Identifying Australia in Postmodern Times:
RE: CONSTITUTING AUSTRALIA - THE DIFFÉREND, THE (RE)PUBLIC, AND THE PROPER NAME.
(c) Jerry Everard 1994
|1. Identifying Australia
The title of this book, 'Identifying Australia in Postmodern Times' is somewhat like issuing a writ of Habeas Corpus. It is a challenge, addressed at once to the writers of these papers, and to you, the reader. The writ has been issued and it will not be taken back. The writ asks the recipient to 'produce the body', or justify its detention, presumably in its absence.
There is in the title, still a hint that Australia is somehow a thing in a time. It is as though the body of Australia is there to be identified, pre-constituted, occupying a spatio-temporal locus. It is a dead body, perhaps, requiring identification, so the police can continue with their business. Or - and this brings us closer to Habeas Corpus - perhaps it is a question of detention. We are summoned to justify before the law (yet paradoxically, invariably after it) why we should detain, or pin down a thing called Australia after all. And this is where two problems arise: firstly, the notion of Australia as a self-present Thing, and secondly, the problem of historicism implied by the second axis of the title of this book - postmodern times. These aporia provide my point of entry into this discussion. They also hint at a way forward into the mess we encounter when confronted by the question of identity. For the problems that arise are practical problems, encountered by policymakers every day. But they are also perennial problems - and that in itself poses a difficulty with the historicist approach, for the problems are neither new, nor especially post modern.
Let me suspend the thing-ness of Australia for a moment. To signal this, I shall speak of Australia as that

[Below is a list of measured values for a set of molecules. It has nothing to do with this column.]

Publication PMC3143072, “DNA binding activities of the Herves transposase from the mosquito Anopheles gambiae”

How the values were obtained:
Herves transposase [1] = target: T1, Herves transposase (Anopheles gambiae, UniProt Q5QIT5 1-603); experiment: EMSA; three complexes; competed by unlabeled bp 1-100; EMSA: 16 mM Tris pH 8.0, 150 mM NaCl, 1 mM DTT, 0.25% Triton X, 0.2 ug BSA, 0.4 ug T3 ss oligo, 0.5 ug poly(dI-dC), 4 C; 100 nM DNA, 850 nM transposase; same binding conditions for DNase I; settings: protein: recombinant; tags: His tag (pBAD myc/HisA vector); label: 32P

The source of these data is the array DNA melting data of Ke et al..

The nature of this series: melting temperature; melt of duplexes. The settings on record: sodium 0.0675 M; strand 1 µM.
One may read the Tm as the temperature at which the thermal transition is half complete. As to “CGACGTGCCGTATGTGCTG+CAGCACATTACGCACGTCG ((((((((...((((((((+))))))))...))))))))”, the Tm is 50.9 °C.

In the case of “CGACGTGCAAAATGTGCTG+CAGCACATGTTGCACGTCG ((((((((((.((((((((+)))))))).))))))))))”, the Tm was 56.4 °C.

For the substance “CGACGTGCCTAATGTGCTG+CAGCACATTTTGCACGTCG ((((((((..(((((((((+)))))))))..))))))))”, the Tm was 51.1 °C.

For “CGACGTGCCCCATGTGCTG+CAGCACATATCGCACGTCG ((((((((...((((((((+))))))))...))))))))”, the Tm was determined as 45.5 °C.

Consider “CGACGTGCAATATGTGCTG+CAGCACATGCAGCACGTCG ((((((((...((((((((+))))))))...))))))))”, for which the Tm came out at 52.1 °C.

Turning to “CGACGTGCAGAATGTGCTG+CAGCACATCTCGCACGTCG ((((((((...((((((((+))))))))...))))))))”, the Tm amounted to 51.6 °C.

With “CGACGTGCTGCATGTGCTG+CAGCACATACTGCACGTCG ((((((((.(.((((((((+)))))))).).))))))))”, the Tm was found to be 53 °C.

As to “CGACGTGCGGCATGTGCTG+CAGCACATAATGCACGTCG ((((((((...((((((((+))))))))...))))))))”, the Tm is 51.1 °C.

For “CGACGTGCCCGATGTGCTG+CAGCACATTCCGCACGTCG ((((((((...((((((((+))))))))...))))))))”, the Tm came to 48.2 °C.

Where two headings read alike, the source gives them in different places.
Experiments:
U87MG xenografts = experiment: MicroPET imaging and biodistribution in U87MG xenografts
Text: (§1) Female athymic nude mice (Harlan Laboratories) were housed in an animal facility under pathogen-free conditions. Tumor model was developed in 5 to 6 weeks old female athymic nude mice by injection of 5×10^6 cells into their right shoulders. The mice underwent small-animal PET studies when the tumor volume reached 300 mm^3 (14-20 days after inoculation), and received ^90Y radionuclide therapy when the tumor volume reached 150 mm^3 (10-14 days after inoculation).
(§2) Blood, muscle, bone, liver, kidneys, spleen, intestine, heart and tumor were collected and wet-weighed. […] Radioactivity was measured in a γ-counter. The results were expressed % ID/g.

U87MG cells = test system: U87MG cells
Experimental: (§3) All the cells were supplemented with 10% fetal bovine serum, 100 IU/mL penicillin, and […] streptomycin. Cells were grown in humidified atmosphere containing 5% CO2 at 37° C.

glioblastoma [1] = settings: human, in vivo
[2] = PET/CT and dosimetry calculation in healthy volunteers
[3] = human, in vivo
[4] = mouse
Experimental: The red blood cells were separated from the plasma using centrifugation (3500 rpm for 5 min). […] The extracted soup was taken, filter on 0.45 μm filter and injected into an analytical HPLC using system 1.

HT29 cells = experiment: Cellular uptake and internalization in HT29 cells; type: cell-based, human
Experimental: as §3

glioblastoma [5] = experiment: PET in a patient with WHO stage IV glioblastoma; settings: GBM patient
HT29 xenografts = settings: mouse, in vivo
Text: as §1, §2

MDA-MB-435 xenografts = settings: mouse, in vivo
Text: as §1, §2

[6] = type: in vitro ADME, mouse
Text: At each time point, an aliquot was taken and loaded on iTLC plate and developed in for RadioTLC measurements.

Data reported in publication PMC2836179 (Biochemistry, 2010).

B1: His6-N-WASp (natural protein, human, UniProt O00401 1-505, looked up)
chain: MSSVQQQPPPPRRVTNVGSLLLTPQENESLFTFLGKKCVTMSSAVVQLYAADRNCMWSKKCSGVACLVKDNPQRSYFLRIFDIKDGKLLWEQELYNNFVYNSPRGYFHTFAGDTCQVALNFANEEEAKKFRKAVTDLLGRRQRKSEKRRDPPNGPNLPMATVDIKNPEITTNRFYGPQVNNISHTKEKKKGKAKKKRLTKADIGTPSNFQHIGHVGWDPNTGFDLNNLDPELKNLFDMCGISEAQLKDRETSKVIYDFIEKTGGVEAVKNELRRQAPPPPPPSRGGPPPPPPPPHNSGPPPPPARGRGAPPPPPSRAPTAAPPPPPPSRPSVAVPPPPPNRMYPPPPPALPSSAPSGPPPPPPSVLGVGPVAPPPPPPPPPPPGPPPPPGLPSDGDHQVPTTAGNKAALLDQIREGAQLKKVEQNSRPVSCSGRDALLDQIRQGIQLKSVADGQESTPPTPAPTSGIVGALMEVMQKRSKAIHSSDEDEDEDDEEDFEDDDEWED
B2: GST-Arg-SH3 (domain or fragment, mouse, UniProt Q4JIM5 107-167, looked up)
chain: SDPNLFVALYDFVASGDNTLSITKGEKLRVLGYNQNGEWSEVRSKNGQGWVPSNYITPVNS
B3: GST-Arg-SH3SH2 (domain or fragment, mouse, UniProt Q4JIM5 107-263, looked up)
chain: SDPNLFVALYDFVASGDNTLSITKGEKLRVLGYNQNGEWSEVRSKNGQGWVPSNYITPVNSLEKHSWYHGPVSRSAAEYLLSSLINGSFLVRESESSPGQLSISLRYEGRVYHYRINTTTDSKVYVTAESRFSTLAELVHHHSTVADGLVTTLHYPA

That the word 'identifying' is in the present tense implies that the process is continuous. The fact of history shows that to be the case. Like the almost proverbial shit, it happens. Like the biological metaphor, it happens as a by-product of a process. Without the process there would be nothing to sustain it, and it would no longer be in production. Australia; you're standing in it.
Let me address this another way. Policymakers articulate Australia ('state' the State) in various but fairly specific ways. The formation known as 'Australia' is, first and foremost a discursive formation. When you look at what policymakers do, it comes down to talking and writing things down. They also engage, on occasion, in other signifying practices, such as ministerial visits to other, similarly constituted states, or they send gunboats to provide a tangible 'signal', in political parlance. All of these are signifying practices, without which Australia as a particular cultural practice would cease to exist. Some states have recently experienced, or are in the process of experiencing this; for example, the successors to the former Yugoslavia, or the former Soviet Union, or the former East Germany. Few people these days speak of Prussia, Bohemia or Transylvania. States are dynamic entities that exist as a product - one could even say as a by-product of their constitutive practices.
The identities of States, like those of individuals, are articulated across a range of discourses; foreign and defence policy, health, telecommunications, social security, and so on. As Catherine Belsey points out: